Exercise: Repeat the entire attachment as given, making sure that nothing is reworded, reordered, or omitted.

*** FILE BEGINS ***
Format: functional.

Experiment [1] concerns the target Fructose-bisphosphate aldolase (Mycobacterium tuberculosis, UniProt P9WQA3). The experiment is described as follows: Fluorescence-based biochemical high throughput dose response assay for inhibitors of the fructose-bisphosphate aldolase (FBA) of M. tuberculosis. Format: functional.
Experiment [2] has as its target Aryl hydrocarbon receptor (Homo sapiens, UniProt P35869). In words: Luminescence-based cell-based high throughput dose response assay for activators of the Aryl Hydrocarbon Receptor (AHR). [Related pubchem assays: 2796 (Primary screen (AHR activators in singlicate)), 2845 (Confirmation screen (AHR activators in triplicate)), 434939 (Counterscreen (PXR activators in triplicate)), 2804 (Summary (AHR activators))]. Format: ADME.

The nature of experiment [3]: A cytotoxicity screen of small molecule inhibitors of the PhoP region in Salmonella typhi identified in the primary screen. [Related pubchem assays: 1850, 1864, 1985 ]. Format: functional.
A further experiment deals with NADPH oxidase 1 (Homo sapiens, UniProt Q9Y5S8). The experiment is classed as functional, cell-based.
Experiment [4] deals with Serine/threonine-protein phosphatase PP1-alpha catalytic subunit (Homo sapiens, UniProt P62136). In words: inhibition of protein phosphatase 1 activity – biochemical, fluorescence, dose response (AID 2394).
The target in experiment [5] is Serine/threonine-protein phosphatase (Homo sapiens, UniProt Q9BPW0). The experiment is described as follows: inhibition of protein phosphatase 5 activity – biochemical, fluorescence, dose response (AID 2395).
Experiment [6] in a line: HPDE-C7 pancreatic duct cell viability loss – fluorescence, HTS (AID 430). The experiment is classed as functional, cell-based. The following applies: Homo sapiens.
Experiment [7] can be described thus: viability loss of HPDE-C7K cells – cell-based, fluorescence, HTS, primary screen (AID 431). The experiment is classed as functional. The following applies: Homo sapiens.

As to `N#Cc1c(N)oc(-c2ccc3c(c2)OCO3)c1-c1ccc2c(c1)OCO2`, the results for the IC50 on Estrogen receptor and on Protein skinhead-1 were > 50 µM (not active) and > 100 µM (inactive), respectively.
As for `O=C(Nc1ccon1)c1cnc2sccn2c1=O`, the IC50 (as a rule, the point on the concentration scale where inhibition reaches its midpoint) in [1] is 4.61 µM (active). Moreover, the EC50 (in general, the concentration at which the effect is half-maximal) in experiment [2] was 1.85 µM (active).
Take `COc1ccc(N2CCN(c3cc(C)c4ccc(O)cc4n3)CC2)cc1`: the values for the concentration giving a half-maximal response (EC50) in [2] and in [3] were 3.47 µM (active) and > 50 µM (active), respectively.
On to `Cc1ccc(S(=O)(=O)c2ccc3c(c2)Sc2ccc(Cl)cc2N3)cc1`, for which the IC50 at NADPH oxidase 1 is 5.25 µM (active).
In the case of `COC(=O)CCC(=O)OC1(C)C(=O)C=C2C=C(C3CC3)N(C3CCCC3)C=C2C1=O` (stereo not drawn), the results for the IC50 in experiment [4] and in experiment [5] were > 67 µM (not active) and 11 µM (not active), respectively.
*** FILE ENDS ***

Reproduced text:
Format: functional.

Experiment [1] concerns the target Fructose-bisphosphate aldolase (Mycobacterium tuberculosis, UniProt P9WQA3). The experiment is described as follows: Fluorescence-based biochemical high throughput dose response assay for inhibitors of the fructose-bisphosphate aldolase (FBA) of M. tuberculosis. Format: functional.
Experiment [2] has as its target Aryl hydrocarbon receptor (Homo sapiens, UniProt P35869). In words: Luminescence-based cell-based high throughput dose response assay for activators of the Aryl Hydrocarbon Receptor (AHR). [Related pubchem assays: 2796 (Primary screen (AHR activators in singlicate)), 2845 (Confirmation screen (AHR activators in triplicate)), 434939 (Counterscreen (PXR activators in triplicate)), 2804 (Summary (AHR activators))]. Format: ADME.

The nature of experiment [3]: A cytotoxicity screen of small molecule inhibitors of the PhoP region in Salmonella typhi identified in the primary screen. [Related pubchem assays: 1850, 1864, 1985 ]. Format: functional.
A further experiment deals with NADPH oxidase 1 (Homo sapiens, UniProt Q9Y5S8). The experiment is classed as functional, cell-based.
Experiment [4] deals with Serine/threonine-protein phosphatase PP1-alpha catalytic subunit (Homo sapiens, UniProt P62136). In words: inhibition of protein phosphatase 1 activity – biochemical, fluorescence, dose response (AID 2394).
The target in experiment [5] is Serine/threonine-protein phosphatase (Homo sapiens, UniProt Q9BPW0). The experiment is described as follows: inhibition of protein phosphatase 5 activity – biochemical, fluorescence, dose response (AID 2395).
Experiment [6] in a line: HPDE-C7 pancreatic duct cell viability loss – fluorescence, HTS (AID 430). The experiment is classed as functional, cell-based. The following applies: Homo sapiens.
Experiment [7] can be described thus: viability loss of HPDE-C7K cells – cell-based, fluorescence, HTS, primary screen (AID 431). The experiment is classed as functional. The following applies: Homo sapiens.

As to `N#Cc1c(N)oc(-c2ccc3c(c2)OCO3)c1-c1ccc2c(c1)OCO2`, the results for the IC50 on Estrogen receptor and on Protein skinhead-1 were > 50 µM (not active) and > 100 µM (inactive), respectively.
As for `O=C(Nc1ccon1)c1cnc2sccn2c1=O`, the IC50 (as a rule, the point on the concentration scale where inhibition reaches its midpoint) in [1] is 4.61 µM (active). Moreover, the EC50 (in general, the concentration at which the effect is half-maximal) in experiment [2] was 1.85 µM (active).
Take `COc1ccc(N2CCN(c3cc(C)c4ccc(O)cc4n3)CC2)cc1`: the values for the concentration giving a half-maximal response (EC50) in [2] and in [3] were 3.47 µM (active) and > 50 µM (active), respectively.
On to `Cc1ccc(S(=O)(=O)c2ccc3c(c2)Sc2ccc(Cl)cc2N3)cc1`, for which the IC50 at NADPH oxidase 1 is 5.25 µM (active).
In the case of `COC(=O)CCC(=O)OC1(C)C(=O)C=C2C=C(C3CC3)N(C3CCCC3)C=C2C1=O` (stereo not drawn), the results for the IC50 in experiment [4] and in experiment [5] were > 67 µM (not active) and 11 µM (not active), respectively.